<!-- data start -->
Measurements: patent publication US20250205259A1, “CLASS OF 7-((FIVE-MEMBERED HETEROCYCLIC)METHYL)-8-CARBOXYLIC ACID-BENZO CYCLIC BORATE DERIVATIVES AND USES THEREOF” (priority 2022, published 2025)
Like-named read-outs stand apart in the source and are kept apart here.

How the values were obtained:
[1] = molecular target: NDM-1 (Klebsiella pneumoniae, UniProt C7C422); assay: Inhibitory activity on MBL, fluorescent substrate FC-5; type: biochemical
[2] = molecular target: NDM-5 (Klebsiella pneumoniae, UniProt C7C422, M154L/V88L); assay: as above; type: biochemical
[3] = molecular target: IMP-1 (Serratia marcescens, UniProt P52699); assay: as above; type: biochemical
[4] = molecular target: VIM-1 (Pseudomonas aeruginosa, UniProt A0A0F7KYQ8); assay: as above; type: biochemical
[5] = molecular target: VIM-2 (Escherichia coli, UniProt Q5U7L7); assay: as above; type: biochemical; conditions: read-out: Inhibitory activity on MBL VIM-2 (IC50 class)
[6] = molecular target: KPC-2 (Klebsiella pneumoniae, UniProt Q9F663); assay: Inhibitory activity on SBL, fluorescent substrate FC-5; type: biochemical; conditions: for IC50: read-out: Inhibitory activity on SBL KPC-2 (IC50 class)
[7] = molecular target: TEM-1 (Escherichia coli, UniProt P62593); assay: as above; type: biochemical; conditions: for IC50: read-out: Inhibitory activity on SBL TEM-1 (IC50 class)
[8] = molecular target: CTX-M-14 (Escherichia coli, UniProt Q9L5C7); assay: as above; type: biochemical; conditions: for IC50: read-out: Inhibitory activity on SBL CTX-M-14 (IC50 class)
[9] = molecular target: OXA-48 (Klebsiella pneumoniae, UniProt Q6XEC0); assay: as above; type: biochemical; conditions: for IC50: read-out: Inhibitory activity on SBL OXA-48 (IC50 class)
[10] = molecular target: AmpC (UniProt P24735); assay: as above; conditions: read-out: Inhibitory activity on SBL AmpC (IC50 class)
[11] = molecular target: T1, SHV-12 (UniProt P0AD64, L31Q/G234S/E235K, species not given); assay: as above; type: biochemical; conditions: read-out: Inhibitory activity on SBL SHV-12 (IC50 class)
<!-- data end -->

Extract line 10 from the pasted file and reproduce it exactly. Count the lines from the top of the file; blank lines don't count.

[7] = molecular target: TEM-1 (Escherichia coli, UniProt P62593); assay: as above; type: biochemical; conditions: for IC50: read-out: Inhibitory activity on SBL TEM-1 (IC50 class)